Our Score


User Score


  • Well-built
  • Attractive design
  • Good screen and speakers
  • Good battery life
  • Full-size SD card slot


  • Overpriced
  • Atom performance still disappoints
  • Less battery life than some rivals
  • No bundled stylus, optional stylus not Wacom

Review Price £799.00

Key Features: Convertible Win 8 tablet/laptop with removable keyboard dock; 11.6-inch IPS touch screen, 1366 x 768; 1.8GHz dual-core CPU, 2GB RAM, up to 64GB storage; Up to 14hrs battery life

Manufacturer: HP


The age of the convertible Windows 8 tablet/laptop is well and truly upon us. All the major brands have thrown their metaphorical gloves into the arena with a whole bunch of form factors, including sliders like the Toshiba Satellite U920t, twisters such as the Lenovo ThinkPad Twist, and even flip-screen models such as the Dell XPS Duo 12.

However, the most interesting convertible solution is the detachable slate with keyboard dock. This not only gives you a tablet without the weight of the keyboard when you don’t want it, but also means you get far longer battery life thanks to the second battery that’s usually integrated into the dock. The disadvantage is that – with a few exceptions such as the Samsung Ativ Smart PC Pro and Lenovo ThinkPad Helix - most of these convertibles aren’t as powerful as a regular laptop, and usually rely on Intel’s Atom processor for their power. That’s exactly what the HP Envy x2 does, so is it a jack of all trades or master of none?

Let’s just quickly sum up the basics before getting into the nitty-gritty. Like its main rivals, the Asus Vivo Tab and Samsung Ativ Smart PC, HP’s Windows 8 hybrid is an 11.6-inch affair that consists of a tablet plus detachable keyboard base with extra connectivity and a secondary battery. One of the biggest selling points over Android and iOS offerings is that this tablet/laptop will run many of your legacy Windows 7/Vista/XP apps.

Check out our Windows 8 Laptops Tablets Convertibles and PCs roundup

With a Clover Trail processor backed by 2GB of RAM and 64GB of storage, and a ‘common’ 1,366 x 768 resolution for its IPS screen, HP’s effort is hardly the most powerful Windows 8 machine around, but again these specs match the competition and ensure that the Envy x2 lasts long on a charge too, with claimed battery life of up to 14hrs.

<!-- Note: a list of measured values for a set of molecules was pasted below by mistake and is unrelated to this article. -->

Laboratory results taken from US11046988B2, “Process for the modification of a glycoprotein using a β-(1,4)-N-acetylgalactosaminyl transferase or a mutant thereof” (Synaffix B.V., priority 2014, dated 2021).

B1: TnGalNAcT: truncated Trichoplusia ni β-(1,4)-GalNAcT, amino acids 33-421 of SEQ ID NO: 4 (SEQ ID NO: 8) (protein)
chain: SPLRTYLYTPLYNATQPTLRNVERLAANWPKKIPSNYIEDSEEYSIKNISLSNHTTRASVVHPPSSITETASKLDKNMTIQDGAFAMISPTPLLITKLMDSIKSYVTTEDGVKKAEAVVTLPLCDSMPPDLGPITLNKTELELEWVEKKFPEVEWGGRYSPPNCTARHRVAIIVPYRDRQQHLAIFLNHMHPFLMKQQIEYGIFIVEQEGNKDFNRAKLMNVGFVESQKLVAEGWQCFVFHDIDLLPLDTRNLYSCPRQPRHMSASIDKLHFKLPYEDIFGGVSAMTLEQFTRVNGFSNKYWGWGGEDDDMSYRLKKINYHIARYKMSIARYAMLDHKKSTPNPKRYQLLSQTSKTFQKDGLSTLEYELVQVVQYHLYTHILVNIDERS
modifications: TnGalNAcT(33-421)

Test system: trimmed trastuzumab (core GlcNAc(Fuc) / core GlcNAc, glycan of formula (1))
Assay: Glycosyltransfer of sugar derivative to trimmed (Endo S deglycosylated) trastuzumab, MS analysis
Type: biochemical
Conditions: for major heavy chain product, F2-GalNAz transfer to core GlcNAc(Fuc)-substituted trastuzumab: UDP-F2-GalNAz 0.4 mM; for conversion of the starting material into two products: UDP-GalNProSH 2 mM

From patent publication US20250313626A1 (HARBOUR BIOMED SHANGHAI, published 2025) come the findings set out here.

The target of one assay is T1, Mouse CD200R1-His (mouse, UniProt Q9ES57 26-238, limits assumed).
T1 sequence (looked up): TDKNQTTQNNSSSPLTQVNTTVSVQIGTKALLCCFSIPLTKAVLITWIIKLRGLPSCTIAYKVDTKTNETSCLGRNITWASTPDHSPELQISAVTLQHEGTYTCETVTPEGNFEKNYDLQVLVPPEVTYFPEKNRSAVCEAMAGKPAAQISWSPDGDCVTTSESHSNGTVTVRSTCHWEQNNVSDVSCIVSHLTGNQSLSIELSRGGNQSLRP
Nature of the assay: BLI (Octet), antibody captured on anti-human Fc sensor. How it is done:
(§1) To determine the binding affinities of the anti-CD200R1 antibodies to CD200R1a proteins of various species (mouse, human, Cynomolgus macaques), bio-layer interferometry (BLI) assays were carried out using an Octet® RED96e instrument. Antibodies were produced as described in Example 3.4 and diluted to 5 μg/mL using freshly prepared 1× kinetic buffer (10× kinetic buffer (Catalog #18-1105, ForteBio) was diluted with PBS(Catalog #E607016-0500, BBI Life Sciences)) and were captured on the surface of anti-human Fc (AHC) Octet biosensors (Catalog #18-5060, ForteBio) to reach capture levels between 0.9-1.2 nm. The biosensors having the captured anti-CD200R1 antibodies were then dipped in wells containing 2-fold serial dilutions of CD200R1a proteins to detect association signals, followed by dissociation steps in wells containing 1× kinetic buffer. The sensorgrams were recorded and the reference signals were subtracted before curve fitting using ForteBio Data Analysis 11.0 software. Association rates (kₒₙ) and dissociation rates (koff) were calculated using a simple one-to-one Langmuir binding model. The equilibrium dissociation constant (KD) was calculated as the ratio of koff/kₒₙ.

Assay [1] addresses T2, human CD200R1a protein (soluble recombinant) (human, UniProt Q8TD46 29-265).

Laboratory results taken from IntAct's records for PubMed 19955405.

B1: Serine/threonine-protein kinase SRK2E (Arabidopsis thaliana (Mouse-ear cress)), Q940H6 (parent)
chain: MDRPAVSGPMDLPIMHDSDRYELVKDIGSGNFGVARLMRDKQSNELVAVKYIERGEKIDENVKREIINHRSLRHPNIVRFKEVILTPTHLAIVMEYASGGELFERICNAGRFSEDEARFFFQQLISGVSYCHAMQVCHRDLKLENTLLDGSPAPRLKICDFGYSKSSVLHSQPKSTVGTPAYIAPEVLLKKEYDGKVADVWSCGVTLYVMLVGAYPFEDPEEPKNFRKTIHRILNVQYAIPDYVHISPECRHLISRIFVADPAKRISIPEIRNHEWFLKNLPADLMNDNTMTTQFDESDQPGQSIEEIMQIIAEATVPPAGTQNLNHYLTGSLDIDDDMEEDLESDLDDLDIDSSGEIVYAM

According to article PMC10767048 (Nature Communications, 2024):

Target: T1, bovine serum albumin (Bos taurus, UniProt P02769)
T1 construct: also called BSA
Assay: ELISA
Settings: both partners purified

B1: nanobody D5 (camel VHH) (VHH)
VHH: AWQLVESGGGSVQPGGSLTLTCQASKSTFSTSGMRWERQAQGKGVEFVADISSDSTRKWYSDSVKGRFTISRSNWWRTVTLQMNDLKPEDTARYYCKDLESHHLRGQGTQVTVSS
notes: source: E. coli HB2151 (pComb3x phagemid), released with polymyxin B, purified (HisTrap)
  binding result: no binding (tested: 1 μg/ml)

HP Envy x2 - Design and Build

As its name suggests, the Envy x2 is aiming for the premium market within its category, and this is reflected both in its £800 price (where direct rivals can be had for closer to £700), and in its design. While the Samsung Ativ Tab uses mostly plastic and the Asus Vivo Tab uses various shades in its brushed metal finish with plastic sections, the x2 sports an all-metal outer shell and offers a more ‘unibody’ look.

In fact, several people who saw this machine around the office asked if it was an Apple laptop. Mind you, with the Envy x2 closed you can’t miss the giant, shiny HP logo that dominates the lid’s centre. The webcam’s slight ‘hump’ is also something you’d never see in coming from the house that Steve Jobs built.

Another design feature we’re not too convinced about is how HP has decided to integrate the power button and volume rocker into its convertible; rather than putting them at the sides, it has made them part of the lid. This could have been very attractive, if only they had kept the same brushed finish as their surroundings. As is, they just break things up too much, and are just a bit harder to find. On the good side, they never catch the finger either, leaving the sides of the Envy x2 ‘tablet’ nice and smooth.

Having said all that, there’s no denying that the HP Envy x2 is a good-looking, stylish and well-built laptop/tablet overall, and its aggressive tapering makes it look like one of the slimmest Windows 8 hybrids on the market. While quite cold in the hand, that all-metal outer finish also gives an undeniable feeling of quality and avoids unsightly fingerprints.